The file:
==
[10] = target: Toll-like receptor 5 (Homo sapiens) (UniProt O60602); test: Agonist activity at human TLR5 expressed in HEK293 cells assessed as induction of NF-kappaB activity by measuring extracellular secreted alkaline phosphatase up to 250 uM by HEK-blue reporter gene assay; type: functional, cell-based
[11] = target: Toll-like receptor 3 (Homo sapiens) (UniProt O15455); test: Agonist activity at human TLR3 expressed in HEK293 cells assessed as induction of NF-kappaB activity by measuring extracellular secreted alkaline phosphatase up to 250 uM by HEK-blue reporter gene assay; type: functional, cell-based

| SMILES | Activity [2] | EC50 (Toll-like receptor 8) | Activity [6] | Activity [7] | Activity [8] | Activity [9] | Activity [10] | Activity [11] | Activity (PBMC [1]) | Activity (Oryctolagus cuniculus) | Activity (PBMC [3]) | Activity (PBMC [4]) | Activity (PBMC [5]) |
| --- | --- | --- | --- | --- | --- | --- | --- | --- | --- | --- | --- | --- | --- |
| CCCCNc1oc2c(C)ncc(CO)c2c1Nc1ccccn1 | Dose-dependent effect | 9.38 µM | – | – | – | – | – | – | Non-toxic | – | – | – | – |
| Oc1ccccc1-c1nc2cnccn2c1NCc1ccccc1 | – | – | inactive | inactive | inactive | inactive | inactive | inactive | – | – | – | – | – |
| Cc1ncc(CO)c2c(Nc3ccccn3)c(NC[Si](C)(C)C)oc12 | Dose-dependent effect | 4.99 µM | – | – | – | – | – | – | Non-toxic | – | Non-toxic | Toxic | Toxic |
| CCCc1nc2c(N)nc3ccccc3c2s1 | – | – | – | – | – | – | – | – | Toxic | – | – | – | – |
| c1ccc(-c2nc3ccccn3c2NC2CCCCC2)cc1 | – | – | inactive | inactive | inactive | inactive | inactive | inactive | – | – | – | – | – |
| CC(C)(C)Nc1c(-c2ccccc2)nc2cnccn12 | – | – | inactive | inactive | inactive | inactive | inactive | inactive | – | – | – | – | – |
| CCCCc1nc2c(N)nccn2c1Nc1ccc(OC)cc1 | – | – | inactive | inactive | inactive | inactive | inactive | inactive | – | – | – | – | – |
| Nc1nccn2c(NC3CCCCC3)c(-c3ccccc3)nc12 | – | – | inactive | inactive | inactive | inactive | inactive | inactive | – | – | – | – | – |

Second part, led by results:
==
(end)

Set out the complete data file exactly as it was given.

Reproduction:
[10] = target: Toll-like receptor 5 (Homo sapiens) (UniProt O60602); test: Agonist activity at human TLR5 expressed in HEK293 cells assessed as induction of NF-kappaB activity by measuring extracellular secreted alkaline phosphatase up to 250 uM by HEK-blue reporter gene assay; type: functional, cell-based
[11] = target: Toll-like receptor 3 (Homo sapiens) (UniProt O15455); test: Agonist activity at human TLR3 expressed in HEK293 cells assessed as induction of NF-kappaB activity by measuring extracellular secreted alkaline phosphatase up to 250 uM by HEK-blue reporter gene assay; type: functional, cell-based

| SMILES | Activity [2] | EC50 (Toll-like receptor 8) | Activity [6] | Activity [7] | Activity [8] | Activity [9] | Activity [10] | Activity [11] | Activity (PBMC [1]) | Activity (Oryctolagus cuniculus) | Activity (PBMC [3]) | Activity (PBMC [4]) | Activity (PBMC [5]) |
| --- | --- | --- | --- | --- | --- | --- | --- | --- | --- | --- | --- | --- | --- |
| CCCCNc1oc2c(C)ncc(CO)c2c1Nc1ccccn1 | Dose-dependent effect | 9.38 µM | – | – | – | – | – | – | Non-toxic | – | – | – | – |
| Oc1ccccc1-c1nc2cnccn2c1NCc1ccccc1 | – | – | inactive | inactive | inactive | inactive | inactive | inactive | – | – | – | – | – |
| Cc1ncc(CO)c2c(Nc3ccccn3)c(NC[Si](C)(C)C)oc12 | Dose-dependent effect | 4.99 µM | – | – | – | – | – | – | Non-toxic | – | Non-toxic | Toxic | Toxic |
| CCCc1nc2c(N)nc3ccccc3c2s1 | – | – | – | – | – | – | – | – | Toxic | – | – | – | – |
| c1ccc(-c2nc3ccccn3c2NC2CCCCC2)cc1 | – | – | inactive | inactive | inactive | inactive | inactive | inactive | – | – | – | – | – |
| CC(C)(C)Nc1c(-c2ccccc2)nc2cnccn12 | – | – | inactive | inactive | inactive | inactive | inactive | inactive | – | – | – | – | – |
| CCCCc1nc2c(N)nccn2c1Nc1ccc(OC)cc1 | – | – | inactive | inactive | inactive | inactive | inactive | inactive | – | – | – | – | – |
| Nc1nccn2c(NC3CCCCC3)c(-c3ccccc3)nc12 | – | – | inactive | inactive | inactive | inactive | inactive | inactive | – | – | – | – | – |

Second part, led by results: